Hello, TBR Pile Challengers!
Welcome to the 5th checkpoint for our annual TBR Pile Challenge! I hope you are all making good progress and enjoying yourselves (and your reading selections! We have 169 reviews/check-in posts linked up already, with 7 months to go, and I think that’s beyond awesome! Way to go, you all!
I’m pleased to report that, in this 5th month of the challenge, I have read 5 of my 12 books! That puts me right on pace, with summer freedom (ha!) coming up. I hope to get a little bit ahead during the summer months, so this actually puts me in a good place. The only problem is that I’m behind on reviewing — I have to get some thoughts down for the last two books I’ve read for this challenge. I’ve been in a bit of a blog-writing slump, to be honest, so we’ll see if I can kick that soon.
As you can see, I need to write reviews for Letters to a Young Poet and for We, and then link them up. I think the next book up from my list might be Gemini (1998) by Michel Tournier, which I’ve wanted to read for a long time; I’ve held off on it so far this year, though, because it is very long and I wanted to make sure I had enough free time to devote to it. In other words, I needed this semester to end!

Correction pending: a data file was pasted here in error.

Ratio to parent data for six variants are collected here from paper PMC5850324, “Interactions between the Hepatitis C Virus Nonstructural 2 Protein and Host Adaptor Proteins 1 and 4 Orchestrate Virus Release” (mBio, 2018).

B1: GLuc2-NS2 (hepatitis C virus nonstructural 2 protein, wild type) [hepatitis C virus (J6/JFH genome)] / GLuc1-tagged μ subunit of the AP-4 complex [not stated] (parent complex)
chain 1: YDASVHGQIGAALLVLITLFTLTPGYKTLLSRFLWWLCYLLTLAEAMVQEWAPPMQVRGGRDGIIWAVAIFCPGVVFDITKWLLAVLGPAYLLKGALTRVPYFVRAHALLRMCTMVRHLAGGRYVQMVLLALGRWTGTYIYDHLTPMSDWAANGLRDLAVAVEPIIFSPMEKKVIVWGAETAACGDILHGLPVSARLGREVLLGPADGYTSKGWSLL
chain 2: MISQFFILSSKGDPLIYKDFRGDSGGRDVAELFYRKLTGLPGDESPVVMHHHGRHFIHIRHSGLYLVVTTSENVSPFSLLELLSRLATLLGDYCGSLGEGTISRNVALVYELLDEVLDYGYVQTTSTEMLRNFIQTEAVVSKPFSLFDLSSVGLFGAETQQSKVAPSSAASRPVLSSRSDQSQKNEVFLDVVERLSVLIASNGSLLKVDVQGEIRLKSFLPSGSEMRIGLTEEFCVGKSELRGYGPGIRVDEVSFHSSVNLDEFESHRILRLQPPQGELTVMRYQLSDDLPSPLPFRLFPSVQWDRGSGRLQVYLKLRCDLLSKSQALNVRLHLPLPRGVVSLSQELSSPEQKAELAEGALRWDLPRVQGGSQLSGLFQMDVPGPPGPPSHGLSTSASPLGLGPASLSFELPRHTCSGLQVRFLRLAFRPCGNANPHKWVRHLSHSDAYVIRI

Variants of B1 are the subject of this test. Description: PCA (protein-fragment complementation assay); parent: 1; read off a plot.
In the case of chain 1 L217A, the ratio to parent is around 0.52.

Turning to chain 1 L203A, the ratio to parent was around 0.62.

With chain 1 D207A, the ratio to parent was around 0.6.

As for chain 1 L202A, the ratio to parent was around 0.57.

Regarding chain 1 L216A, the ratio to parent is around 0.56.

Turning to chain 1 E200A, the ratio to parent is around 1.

Below, you’re going to find the infamous Mr. Linky widget. If you read and review any challenge books this month, please link-up on the widget below. This Mr. Linky will be re-posted every month so that we can compile a large list of all that we’re reading and reviewing together this year. Each review that is linked-up on this widget throughout the year may also earn you entries into future related giveaways, so don’t forget to keep this updated!
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For the ink-hearted
Dedicated to Emerging Writers
quotes, excerpts and reviews
You don’t start out writing good stuff. You start out writing crap and thinking it’s good stuff, and then gradually you get better at it. That’s why I say one of the most valuable traits is persistence. Octavia E. Butler
My life as a black, disabled teenager
A bookish blog (mostly) about women writers of the nineteenth and twentieth centuries